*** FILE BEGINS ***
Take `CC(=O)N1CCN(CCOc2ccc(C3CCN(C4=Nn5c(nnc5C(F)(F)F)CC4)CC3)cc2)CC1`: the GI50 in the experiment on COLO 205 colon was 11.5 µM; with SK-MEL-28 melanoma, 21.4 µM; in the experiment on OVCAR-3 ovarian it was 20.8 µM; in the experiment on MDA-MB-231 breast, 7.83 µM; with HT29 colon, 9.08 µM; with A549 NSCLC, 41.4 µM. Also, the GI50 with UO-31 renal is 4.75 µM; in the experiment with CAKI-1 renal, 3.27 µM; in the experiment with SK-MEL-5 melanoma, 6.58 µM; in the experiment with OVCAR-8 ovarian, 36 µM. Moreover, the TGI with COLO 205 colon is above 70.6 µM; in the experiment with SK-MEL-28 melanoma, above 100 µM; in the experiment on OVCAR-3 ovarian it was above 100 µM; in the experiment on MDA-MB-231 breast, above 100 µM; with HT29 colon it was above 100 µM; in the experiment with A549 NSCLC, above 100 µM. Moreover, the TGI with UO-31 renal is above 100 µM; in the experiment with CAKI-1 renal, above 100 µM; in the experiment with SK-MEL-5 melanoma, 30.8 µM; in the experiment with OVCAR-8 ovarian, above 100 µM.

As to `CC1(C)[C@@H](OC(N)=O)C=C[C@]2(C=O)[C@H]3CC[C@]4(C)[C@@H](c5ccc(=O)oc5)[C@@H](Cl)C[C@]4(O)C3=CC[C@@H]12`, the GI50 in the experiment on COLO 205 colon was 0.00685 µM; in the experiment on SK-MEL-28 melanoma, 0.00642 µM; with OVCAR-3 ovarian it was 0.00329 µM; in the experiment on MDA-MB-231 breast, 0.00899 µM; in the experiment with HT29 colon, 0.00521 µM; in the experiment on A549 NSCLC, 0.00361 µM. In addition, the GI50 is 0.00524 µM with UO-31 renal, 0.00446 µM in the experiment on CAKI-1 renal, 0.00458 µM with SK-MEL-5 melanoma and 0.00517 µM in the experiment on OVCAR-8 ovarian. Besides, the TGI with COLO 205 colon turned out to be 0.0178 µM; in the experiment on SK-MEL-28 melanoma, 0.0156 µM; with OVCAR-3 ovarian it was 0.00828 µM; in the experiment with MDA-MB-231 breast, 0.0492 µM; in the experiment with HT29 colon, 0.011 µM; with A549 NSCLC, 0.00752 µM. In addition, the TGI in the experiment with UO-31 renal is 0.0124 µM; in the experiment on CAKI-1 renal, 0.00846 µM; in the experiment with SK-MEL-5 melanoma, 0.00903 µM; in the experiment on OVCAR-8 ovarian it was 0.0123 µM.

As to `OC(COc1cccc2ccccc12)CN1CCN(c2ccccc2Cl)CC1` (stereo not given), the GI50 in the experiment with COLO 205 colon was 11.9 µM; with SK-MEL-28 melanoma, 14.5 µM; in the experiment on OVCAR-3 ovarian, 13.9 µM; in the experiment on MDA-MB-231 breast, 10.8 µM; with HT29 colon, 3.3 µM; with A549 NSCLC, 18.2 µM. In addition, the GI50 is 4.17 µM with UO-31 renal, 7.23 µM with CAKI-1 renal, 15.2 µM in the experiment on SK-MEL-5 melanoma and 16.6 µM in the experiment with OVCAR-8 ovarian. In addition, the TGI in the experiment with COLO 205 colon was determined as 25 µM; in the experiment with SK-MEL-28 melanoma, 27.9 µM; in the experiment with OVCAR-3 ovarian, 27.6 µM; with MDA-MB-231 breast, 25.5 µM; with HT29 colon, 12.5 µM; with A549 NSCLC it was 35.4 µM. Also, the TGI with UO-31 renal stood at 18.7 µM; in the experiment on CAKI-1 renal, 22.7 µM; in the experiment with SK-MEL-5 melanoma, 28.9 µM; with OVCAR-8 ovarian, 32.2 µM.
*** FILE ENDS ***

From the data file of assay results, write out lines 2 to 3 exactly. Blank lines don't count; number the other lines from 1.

As to `CC1(C)[C@@H](OC(N)=O)C=C[C@]2(C=O)[C@H]3CC[C@]4(C)[C@@H](c5ccc(=O)oc5)[C@@H](Cl)C[C@]4(O)C3=CC[C@@H]12`, the GI50 in the experiment on COLO 205 colon was 0.00685 µM; in the experiment on SK-MEL-28 melanoma, 0.00642 µM; with OVCAR-3 ovarian it was 0.00329 µM; in the experiment on MDA-MB-231 breast, 0.00899 µM; in the experiment with HT29 colon, 0.00521 µM; in the experiment on A549 NSCLC, 0.00361 µM. In addition, the GI50 is 0.00524 µM with UO-31 renal, 0.00446 µM in the experiment on CAKI-1 renal, 0.00458 µM with SK-MEL-5 melanoma and 0.00517 µM in the experiment on OVCAR-8 ovarian. Besides, the TGI with COLO 205 colon turned out to be 0.0178 µM; in the experiment on SK-MEL-28 melanoma, 0.0156 µM; with OVCAR-3 ovarian it was 0.00828 µM; in the experiment with MDA-MB-231 breast, 0.0492 µM; in the experiment with HT29 colon, 0.011 µM; with A549 NSCLC, 0.00752 µM. In addition, the TGI in the experiment with UO-31 renal is 0.0124 µM; in the experiment on CAKI-1 renal, 0.00846 µM; in the experiment with SK-MEL-5 melanoma, 0.00903 µM; in the experiment on OVCAR-8 ovarian it was 0.0123 µM.

As to `OC(COc1cccc2ccccc12)CN1CCN(c2ccccc2Cl)CC1` (stereo not given), the GI50 in the experiment with COLO 205 colon was 11.9 µM; with SK-MEL-28 melanoma, 14.5 µM; in the experiment on OVCAR-3 ovarian, 13.9 µM; in the experiment on MDA-MB-231 breast, 10.8 µM; with HT29 colon, 3.3 µM; with A549 NSCLC, 18.2 µM. In addition, the GI50 is 4.17 µM with UO-31 renal, 7.23 µM with CAKI-1 renal, 15.2 µM in the experiment on SK-MEL-5 melanoma and 16.6 µM in the experiment with OVCAR-8 ovarian. In addition, the TGI in the experiment with COLO 205 colon was determined as 25 µM; in the experiment with SK-MEL-28 melanoma, 27.9 µM; in the experiment with OVCAR-3 ovarian, 27.6 µM; with MDA-MB-231 breast, 25.5 µM; with HT29 colon, 12.5 µM; with A549 NSCLC it was 35.4 µM. Also, the TGI with UO-31 renal stood at 18.7 µM; in the experiment on CAKI-1 renal, 22.7 µM; in the experiment with SK-MEL-5 melanoma, 28.9 µM; with OVCAR-8 ovarian, 32.2 µM.